Ethan and Joel Cohen reimagine the Charles Portis novel with reverence to the genre and without competing with the predecessor. Nice job.
I liked this True Grit. To my mild surprise, I must admit. (Ouch, poem. Sorry.) Still steaming mad at the Coens for the ending of A Serious Man and never a fan of the western, I walked in prepared to be fond of little except Matt Damon’s performance (really can’t ever go wrong there). I figured that if the Coens didn’t use me as fodder for their own amusement and the genre didn’t grate like nails on a chalkboard, then I’d be happy. Most importantly, it would put me back on speaking terms with the Coens (it’s been a rough row to hoe the past few years, despite their almost ironclad Lifetime Pass for Blood Simple, Raising Arizona, and Fargo).
Given the inevitable comparison, it’s important to remember that Joel and Ethan Coen give us not a remake of the 1969 classic starring John Wayne, Kim Darby, and Glen Cambell, but rather a second interpretation of Portis’ book. As a song can be utterly reimagined (think Somewhere Over the Rainbow by Judy Garland and Israel “IZ” Kamakawiwo’ole), so goes the retelling of True Grit ~ same structure, same heart, different spirit, fresh result.
The decision to use Johnny Cash’s God’s Gonna Cut You Down in the trailer created the space perfectly. True Grit 2010 is serious, reflective, often menacing, and naturalistic. One can feel the chill of the cold air on ones skin, recoil at the obvious reek emanating from Cogburn’s unbathed, whiskey-marinated pores (not to mention his and Ned Pepper’s breath…). The verbal parrying may be amusing, but nothing about the business these folks are discussing is amusing. Whatever one’s business, it is Serious.
The performances hold up well in the new rendition. Jeff Bridges amps up his Crazy Heart role for Cogburn, portraying him just as other characters describe; Matt Damon brings an effective demeanor and characterization to LeBoef; Josh Brolin and Barry Pepper show up ably in their limited screen time; and newcomer Hailee Steinfeld steals the show as Mattie Ross, transforming Mattie from a tomboy (so glad I haven’t heard that word in a million years) into a shrewd, determined young woman hampered in no way by either age or gender.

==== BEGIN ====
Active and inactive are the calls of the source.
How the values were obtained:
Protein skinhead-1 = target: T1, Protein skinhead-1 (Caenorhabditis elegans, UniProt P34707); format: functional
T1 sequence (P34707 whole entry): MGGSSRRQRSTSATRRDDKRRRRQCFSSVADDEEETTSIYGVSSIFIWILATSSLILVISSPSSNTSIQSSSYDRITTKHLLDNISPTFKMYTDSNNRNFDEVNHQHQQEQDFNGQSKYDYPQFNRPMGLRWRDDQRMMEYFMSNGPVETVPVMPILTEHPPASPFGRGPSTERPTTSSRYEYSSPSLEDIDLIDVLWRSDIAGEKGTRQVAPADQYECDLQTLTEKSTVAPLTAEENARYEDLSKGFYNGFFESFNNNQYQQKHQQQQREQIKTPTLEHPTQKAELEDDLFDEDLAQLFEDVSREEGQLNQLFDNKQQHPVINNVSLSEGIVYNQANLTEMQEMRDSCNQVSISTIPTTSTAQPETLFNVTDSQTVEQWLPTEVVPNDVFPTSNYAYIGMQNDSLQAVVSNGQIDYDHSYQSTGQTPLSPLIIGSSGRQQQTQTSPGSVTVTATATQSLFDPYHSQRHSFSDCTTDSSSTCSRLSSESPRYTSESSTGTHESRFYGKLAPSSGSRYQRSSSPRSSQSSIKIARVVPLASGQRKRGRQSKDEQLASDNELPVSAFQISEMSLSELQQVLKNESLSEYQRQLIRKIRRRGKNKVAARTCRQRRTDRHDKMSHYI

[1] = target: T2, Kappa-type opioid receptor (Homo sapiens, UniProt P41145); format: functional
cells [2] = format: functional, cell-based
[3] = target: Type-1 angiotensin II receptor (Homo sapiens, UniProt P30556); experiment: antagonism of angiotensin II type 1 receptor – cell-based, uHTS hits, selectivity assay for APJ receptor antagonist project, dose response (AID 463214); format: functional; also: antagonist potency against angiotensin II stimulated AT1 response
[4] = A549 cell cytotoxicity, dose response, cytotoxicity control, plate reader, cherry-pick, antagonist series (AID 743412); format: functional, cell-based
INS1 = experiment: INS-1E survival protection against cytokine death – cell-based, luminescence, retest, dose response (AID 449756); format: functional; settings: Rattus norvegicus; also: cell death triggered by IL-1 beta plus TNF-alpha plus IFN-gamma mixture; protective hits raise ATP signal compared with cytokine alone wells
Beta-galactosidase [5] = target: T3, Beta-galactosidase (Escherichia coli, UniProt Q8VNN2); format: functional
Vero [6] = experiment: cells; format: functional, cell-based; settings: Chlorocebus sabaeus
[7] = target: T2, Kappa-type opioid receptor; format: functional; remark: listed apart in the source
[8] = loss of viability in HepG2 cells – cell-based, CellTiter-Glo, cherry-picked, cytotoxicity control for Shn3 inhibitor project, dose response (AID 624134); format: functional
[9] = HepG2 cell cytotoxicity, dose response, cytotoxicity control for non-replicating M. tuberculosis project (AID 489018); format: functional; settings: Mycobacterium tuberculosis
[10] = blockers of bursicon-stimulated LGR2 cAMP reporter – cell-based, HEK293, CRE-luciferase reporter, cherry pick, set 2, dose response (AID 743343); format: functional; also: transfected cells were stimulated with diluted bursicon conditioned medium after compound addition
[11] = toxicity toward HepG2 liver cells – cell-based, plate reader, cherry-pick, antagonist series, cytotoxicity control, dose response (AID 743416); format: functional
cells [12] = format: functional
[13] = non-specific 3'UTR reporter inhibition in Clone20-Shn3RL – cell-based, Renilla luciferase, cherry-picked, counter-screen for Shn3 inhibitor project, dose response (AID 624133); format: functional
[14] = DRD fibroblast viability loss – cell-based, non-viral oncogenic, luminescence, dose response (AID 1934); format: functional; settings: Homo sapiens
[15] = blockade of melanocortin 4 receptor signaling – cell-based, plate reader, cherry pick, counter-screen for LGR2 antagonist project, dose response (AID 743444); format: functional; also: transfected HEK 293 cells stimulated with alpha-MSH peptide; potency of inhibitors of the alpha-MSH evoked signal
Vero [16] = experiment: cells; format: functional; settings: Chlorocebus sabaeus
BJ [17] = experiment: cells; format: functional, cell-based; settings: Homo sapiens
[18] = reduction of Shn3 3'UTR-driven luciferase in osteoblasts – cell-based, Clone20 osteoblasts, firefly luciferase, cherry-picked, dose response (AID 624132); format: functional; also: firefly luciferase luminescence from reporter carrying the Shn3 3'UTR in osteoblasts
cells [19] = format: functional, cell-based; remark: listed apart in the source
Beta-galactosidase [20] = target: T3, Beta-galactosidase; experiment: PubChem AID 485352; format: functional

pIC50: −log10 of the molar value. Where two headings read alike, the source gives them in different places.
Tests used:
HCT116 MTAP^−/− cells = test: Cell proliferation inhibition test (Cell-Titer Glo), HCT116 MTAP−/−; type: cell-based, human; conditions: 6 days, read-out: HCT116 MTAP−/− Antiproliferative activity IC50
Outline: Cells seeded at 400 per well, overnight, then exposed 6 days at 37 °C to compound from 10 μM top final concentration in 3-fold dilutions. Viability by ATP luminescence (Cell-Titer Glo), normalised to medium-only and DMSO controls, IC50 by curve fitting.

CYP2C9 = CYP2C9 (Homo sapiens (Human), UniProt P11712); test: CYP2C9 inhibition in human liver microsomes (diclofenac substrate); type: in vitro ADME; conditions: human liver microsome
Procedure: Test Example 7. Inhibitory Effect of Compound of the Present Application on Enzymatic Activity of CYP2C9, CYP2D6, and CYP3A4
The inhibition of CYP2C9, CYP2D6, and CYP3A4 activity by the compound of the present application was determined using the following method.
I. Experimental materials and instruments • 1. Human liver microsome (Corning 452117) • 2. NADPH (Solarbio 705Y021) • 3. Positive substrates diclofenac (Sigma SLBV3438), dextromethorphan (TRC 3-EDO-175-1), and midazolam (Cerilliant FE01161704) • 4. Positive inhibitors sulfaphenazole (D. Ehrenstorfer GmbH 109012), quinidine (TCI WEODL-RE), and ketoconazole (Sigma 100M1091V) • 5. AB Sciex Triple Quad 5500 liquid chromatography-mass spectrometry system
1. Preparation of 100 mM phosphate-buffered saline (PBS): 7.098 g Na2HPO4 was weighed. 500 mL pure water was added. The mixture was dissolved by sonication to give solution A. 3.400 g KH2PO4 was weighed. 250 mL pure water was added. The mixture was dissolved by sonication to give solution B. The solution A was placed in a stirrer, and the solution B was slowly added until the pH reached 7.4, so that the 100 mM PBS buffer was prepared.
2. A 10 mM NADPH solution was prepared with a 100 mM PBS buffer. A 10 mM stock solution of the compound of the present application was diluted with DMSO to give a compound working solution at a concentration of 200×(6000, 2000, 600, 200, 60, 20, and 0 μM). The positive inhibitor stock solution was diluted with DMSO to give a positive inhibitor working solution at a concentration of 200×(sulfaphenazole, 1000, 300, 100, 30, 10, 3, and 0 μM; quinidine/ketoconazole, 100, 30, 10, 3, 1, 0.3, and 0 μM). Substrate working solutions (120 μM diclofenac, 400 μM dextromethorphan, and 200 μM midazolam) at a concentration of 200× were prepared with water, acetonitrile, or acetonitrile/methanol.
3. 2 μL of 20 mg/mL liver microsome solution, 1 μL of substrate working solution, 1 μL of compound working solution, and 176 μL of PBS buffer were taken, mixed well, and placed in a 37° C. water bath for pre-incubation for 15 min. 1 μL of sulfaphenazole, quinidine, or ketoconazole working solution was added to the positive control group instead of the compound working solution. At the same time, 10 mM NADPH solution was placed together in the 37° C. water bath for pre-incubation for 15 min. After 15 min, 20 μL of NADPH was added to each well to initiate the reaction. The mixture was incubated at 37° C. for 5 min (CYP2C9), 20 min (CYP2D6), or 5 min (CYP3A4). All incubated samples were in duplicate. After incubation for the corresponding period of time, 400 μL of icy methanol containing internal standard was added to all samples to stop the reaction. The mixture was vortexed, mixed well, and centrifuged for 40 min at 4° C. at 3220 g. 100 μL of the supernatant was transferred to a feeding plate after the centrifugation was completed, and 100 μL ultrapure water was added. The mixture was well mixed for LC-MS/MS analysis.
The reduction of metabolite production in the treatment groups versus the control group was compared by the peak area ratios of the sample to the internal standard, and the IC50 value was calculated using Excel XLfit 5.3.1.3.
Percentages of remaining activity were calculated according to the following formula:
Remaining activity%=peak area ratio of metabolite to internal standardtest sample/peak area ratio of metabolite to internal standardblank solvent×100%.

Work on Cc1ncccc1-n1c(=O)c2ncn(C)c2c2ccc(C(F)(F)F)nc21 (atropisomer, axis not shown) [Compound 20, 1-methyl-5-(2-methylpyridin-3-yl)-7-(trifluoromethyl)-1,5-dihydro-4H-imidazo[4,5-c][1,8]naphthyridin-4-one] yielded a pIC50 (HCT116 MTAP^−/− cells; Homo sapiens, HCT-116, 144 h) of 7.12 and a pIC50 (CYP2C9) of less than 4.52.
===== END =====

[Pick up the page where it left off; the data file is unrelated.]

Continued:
I can’t say I myself loved True Grit, but this is more for matters of taste than execution. The story comes from the era in which animals are used for the emotional manipulation factor ~ e.g., if an animal is featured personally (so to speak), you can be certain it dies tragically. Such were the days in which real exploration of character didn’t really occur, especially in westerns ~ characters are introduced and set upon a course of action, but there it stops. Action trumps from there, hence the need to use the animal to access true heartfelt emotion (probably a large reason of my aversion to westerns until the time of Silverado – I could go on, but it’s outside the scope of this piece and for another day).
For better or worse, the word that keeps coming to me when I think of True Grit 2010 is “solid”. Not an adjective one might seek, but neither does it indict. If you’re merely a fan of one or more of the cast (like myself) but not the genre, then it might not be enough to enthrall you; if you’re a western or Coen fan, you’ll be satisfied; and if you’re both, you’ll be pleased.